NASA to try again to catch some rays
By Amanda Barnett
(CNN) -- Clouds continue to hang over the Cape Canaveral, Florida, launch site for a solar probe designed to capture bits of the sun and bring them back to Earth.
The launch of the Genesis satellite was scrubbed Wednesday minutes before liftoff because of thick clouds. The next launch window is Thursday at 12:27 p.m. EDT, but the forecast calls for "more of the same," said NASA spokesman Don Savage.
Savage said mission managers would get an update on the weather late Wednesday before setting a new launch time. There also is a launch window on Friday.
The probe originally was scheduled for launch Monday, but was delayed to let engineers investigate issues with one of the spacecraft's power converters. A similar component being tested for another project failed. Early Wednesday mission managers said the hardware on Genesis was okay.
Probe designed to bring back bits of sun
The Genesis mission sounds like the plot for a science fiction movie and it even has a Hollywood ending.
When it is launched, the wristwatch shaped satellite will capture a few bits of the sun in bejeweled frying pan-shaped collectors. Then in 2004, the probe will return to Earth, where a helicopter will snag it as it parachutes to the ground.
The probe's name, Genesis, means origin or beginning. And that's exactly what NASA hopes it will help scientists find -- the origin of the universe.
"The chemical and isotopic composition of the sun is the starting composition from which all planets formed," said Don Burnett of the California Institute of Technology, Pasadena, the project's principal investigator.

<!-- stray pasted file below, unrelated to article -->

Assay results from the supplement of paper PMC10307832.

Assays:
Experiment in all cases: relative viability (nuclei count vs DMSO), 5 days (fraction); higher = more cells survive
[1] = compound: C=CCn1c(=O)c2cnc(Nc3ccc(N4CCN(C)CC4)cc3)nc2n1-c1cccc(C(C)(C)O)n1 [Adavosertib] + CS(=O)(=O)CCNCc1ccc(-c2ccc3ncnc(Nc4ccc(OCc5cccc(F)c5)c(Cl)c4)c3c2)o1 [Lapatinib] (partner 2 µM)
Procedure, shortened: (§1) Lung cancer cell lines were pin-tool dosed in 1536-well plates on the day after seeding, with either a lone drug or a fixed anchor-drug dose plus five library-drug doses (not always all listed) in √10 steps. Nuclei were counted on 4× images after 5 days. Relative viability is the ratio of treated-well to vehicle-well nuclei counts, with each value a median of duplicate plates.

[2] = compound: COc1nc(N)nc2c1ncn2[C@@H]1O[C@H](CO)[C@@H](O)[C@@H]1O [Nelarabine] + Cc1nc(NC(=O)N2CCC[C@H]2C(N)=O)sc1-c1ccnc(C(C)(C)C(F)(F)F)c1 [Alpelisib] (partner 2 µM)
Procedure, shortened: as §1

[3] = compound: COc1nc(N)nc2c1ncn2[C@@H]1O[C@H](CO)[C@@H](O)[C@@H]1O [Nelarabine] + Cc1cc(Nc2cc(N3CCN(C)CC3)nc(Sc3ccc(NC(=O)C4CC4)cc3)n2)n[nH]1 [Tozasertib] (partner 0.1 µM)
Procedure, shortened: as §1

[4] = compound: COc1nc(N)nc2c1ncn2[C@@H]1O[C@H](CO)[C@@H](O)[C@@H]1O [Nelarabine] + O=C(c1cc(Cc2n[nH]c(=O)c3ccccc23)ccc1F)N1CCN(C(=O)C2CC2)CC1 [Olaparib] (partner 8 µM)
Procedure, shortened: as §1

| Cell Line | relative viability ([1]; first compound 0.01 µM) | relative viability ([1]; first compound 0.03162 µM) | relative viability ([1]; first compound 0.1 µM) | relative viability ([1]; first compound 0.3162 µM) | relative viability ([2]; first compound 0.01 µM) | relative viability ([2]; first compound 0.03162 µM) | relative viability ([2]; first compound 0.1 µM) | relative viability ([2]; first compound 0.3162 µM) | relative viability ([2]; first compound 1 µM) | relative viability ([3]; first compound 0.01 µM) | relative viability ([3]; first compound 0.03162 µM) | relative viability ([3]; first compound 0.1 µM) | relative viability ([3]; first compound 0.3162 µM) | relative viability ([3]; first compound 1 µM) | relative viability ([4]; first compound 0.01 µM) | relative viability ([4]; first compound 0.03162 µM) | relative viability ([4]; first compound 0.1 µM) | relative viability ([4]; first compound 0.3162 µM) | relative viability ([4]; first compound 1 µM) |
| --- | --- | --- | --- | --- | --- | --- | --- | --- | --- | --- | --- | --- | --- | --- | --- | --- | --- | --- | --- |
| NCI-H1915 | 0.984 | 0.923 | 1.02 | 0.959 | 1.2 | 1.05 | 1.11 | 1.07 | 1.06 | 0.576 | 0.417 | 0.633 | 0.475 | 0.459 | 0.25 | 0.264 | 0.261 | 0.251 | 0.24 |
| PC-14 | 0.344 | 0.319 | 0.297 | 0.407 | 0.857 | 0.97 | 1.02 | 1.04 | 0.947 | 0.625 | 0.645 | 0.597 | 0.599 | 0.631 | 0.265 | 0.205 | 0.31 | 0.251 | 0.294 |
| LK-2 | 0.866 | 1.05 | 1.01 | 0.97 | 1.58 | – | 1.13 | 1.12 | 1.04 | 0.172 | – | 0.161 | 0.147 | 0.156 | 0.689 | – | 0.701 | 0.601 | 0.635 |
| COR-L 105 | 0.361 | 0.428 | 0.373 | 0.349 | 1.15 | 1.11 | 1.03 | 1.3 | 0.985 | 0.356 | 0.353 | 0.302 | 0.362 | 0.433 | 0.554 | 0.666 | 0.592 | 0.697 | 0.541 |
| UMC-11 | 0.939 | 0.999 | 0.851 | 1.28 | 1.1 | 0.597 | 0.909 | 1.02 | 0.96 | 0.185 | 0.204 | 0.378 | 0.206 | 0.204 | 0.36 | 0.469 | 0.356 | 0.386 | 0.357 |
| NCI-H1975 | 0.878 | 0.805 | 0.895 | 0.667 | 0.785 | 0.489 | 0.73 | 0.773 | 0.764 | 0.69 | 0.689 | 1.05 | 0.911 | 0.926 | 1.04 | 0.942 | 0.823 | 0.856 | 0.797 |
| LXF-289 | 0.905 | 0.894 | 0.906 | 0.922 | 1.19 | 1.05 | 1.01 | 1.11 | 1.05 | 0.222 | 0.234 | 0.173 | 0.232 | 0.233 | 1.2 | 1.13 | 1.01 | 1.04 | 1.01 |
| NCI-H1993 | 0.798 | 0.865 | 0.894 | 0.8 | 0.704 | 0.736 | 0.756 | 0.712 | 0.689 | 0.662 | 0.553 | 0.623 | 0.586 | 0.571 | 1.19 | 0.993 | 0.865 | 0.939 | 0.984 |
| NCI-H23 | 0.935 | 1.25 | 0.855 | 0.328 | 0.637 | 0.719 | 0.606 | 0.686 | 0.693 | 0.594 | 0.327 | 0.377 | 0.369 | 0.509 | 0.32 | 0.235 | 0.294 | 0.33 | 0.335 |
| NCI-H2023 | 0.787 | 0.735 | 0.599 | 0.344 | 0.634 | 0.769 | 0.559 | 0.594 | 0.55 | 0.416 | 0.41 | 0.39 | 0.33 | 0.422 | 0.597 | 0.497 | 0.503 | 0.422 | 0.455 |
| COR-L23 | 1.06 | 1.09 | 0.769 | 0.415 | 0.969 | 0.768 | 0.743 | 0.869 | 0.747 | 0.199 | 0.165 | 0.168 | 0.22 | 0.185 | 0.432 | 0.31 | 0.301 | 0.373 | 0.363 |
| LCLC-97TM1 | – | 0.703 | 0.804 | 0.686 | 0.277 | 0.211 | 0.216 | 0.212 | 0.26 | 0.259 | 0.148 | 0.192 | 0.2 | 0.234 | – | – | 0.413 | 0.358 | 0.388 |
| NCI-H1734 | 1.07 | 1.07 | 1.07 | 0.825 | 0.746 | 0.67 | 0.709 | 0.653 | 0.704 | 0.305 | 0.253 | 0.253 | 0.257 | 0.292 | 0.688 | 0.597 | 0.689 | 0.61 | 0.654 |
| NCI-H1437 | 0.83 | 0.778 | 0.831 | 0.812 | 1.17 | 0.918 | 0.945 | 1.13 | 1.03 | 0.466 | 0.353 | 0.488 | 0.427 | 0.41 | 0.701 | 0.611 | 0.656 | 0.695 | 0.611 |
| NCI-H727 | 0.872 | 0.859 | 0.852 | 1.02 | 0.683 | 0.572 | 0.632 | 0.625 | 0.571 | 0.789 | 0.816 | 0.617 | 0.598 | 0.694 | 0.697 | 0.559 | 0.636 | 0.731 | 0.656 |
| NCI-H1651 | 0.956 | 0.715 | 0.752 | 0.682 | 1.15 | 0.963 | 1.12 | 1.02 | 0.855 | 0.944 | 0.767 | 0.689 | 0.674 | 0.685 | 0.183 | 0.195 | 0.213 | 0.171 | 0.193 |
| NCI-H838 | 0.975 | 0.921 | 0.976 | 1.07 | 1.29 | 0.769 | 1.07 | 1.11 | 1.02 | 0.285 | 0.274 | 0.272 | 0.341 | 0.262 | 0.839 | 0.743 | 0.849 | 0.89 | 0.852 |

After blasting off from Cape Canaveral, the satellite will make a beeline for the sun. After a three-month journey, it will park 930,000 miles from Earth -- a place where scientists say the gravitational pulls of the Earth and the sun are balanced.
"Once it gets there it opens up two covers and deploys high purity materials which are then used to collect the solar wind one atom at a time," Burnett said.
Catching the sun
The Genesis collectors are small, palm-sized hexagon shaped tiles made of silicon, diamond, gold and sapphire. The materials were selected to attract certain elements of the solar wind.
Genesis will spend about two years collecting 10 to 20 micrograms of solar wind -- that's the weight of a few grains of salt. Then, the spaceship closes its lids and heads back to Earth where, in September 2004, it will head toward the desert at the U.S. Air Force's Utah Testing and Training Range.
The samples brought back by Genesis will be the first extraterrestrial materials returned to Earth since the Apollo astronauts brought back moon rocks.
A dramatic finale
Genesis will have a very special welcome home reception that gives new meaning to the phrase, "catching some rays."
After kicking off the main part of the spacecraft, the sample capsule will plunge toward the ground. Then a parachute will open to slow the capsule's fall and before it can hit the ground, two helicopters will swoop in.
The choppers will crisscross the falling capsule's path until one is able to snag it in the air and gently lower it to the ground.
"We are going to capture this re-entry capsule out of the air in a helicopter snatch," said Burnett. "It will be very exciting thing to see."
The reason for the extra soft landing? NASA doesn't want to jar any of the capsule's precious cargo.
NASA already has pilots practicing for the return of Genesis, including some who have worked on Hollywood movies, according to project spokeswoman Martha Heil. She says that in about ten practice tests, all catches have been successful.
After landing, the solar samples will be stored in ultra-clean facilities at Johnson Space Center in Houston, where scientists will study them over the next century.
And for Burnett and other scientists, that's the real beginning of the mission.
"The really fun part of it is discovering actual answers about what solar composition is," said Burnett.
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